Over the last three decades, the world has undergone a far-reaching digital transformation. The infrastructure making this possible is built on the Internet and World Wide Web (WWW), transforming our daily lives and activities with convenience, greater connectivity, and instant access to information. Examples include everything from multiple cell phone features to navigational systems in our cars, live streaming of movies and media into our homes, instant access to information, reservations, and more. The list goes on and on. This technology is referred to as the Internet of Things or IoT, which has changed how we live and do business today.
Manufacturing operations are extremely complex, which is why digital infrastructure has been slower to occupy this space. The industry looked inward to strengthen the efficiency and profitability of operations. Improvements focused on control systems for the factory floor through automated control systems that improve safety, reduce human interaction, strengthen local data collection using improved SCADA systems (Supervisory Control and Data Acquisition), and accessing equipment via the internet. These steps served as the initial building blocks for digital transformation within operations.
This movement further accelerated as digital technology proved to be more reliable. Our industry realized the potential and initiatives gained traction. The fourth Industrial Revolution, known as Industry 4.0 or I 4.0, quickly gained popularity. The possibilities and advantages of Industry 4.0 spread around the globe, and today we have the Industrial Internet of Things or IIoT.
The IIoT platform is enabling the development of new technology by leveraging information from existing control capabilities. Currently, line control systems can display and collect performance information, providing an interface for operating equipment. However, this presents disparate information that is difficult for operators to translate. New digital technology expands this platform by introducing a “human factors” concept of situational awareness to improve performance while incorporating preventative and predictive tools into our operations.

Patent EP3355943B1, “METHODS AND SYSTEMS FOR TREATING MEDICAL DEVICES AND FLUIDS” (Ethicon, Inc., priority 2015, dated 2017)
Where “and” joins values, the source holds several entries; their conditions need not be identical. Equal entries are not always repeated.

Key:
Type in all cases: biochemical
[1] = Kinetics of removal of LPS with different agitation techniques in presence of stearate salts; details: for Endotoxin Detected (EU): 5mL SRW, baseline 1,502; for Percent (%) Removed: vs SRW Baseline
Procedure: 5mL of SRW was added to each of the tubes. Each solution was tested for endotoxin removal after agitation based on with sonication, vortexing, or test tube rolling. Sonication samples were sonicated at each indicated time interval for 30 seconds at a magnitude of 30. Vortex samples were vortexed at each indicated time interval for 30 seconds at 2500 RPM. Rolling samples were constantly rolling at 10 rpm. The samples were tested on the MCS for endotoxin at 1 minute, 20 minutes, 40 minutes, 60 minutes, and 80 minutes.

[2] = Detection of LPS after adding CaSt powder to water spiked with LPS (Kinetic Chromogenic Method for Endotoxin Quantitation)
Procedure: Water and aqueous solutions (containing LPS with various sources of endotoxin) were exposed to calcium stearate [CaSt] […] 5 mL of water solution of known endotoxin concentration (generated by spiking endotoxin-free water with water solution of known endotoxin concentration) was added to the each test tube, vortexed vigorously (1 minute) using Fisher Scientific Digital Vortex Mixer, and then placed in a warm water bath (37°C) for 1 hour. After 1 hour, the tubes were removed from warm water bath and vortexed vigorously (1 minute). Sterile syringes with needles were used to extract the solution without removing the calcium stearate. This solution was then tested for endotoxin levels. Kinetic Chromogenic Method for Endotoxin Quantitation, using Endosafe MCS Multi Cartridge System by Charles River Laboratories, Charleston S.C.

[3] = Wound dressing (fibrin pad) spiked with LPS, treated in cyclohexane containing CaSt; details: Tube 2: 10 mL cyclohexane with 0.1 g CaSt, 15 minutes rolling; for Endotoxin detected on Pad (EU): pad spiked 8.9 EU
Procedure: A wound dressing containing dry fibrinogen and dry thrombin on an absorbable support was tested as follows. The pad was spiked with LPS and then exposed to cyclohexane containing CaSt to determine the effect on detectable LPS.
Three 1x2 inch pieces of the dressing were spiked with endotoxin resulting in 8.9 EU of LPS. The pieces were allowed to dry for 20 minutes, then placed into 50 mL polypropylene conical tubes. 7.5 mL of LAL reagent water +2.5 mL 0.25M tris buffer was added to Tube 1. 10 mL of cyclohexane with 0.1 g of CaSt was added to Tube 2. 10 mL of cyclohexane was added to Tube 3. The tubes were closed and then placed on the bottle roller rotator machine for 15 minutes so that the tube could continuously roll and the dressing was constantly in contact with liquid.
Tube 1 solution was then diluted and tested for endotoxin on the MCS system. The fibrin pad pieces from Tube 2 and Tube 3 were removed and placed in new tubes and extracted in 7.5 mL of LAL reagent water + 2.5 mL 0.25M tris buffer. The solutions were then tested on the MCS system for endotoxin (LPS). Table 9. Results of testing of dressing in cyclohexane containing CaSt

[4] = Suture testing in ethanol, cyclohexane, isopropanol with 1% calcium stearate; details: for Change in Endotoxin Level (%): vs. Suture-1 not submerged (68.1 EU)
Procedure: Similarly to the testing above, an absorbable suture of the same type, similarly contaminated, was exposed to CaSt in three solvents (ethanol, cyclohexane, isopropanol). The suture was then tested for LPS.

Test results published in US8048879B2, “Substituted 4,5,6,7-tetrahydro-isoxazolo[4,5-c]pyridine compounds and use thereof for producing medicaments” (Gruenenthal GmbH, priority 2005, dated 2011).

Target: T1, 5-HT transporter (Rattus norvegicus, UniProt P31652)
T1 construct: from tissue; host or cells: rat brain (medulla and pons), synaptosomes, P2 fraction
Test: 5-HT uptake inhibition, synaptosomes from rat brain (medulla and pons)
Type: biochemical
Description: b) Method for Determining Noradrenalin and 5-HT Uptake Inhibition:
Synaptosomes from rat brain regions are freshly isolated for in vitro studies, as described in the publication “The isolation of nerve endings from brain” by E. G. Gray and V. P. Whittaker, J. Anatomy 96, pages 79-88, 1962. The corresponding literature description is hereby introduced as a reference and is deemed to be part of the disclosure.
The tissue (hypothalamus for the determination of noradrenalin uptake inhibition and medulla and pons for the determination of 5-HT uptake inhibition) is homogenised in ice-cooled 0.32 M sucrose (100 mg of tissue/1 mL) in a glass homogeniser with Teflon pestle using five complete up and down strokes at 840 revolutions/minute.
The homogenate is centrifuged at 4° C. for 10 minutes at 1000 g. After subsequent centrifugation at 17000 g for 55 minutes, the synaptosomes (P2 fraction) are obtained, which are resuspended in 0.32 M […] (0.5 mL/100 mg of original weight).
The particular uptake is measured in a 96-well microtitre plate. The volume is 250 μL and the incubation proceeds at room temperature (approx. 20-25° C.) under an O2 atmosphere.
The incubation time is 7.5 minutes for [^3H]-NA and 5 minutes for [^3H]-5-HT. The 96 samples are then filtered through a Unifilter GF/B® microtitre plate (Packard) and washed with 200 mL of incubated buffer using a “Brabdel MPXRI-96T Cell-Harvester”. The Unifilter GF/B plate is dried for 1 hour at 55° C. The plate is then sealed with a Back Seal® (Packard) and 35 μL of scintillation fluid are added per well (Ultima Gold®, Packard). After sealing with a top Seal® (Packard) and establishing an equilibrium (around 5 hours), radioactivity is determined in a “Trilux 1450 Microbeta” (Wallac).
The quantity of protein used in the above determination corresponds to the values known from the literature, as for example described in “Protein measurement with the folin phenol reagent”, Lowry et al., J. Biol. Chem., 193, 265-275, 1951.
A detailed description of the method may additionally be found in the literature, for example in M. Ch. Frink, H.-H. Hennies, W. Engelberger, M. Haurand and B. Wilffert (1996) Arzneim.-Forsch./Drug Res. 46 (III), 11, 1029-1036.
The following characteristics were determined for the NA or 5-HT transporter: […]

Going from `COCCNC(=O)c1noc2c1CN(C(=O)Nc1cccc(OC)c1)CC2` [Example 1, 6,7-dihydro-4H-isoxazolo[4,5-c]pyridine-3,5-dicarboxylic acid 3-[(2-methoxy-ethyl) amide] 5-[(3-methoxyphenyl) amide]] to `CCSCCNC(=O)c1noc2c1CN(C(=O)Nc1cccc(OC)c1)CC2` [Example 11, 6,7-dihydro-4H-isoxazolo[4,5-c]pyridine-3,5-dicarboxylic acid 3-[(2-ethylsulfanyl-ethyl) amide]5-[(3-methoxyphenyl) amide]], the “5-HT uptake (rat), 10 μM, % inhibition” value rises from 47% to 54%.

What does this mean for your operation? In this blog series, we’ll summarize important features of this technology and identify ways you can take advantage to realize the maximum impact. We’ll use the example of Davis-Standard’s DS Activ-Check™ to describe the architecture of a cloud-based system, review relevant terminology, and discuss how improved situational awareness can add value to your process.
Stay tuned on September 28th for the second part of this exciting series! We look forward to sharing what we know about this exciting topic.
Have any questions about the first part of this series? Comment below.
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The D-S Connect Blog Team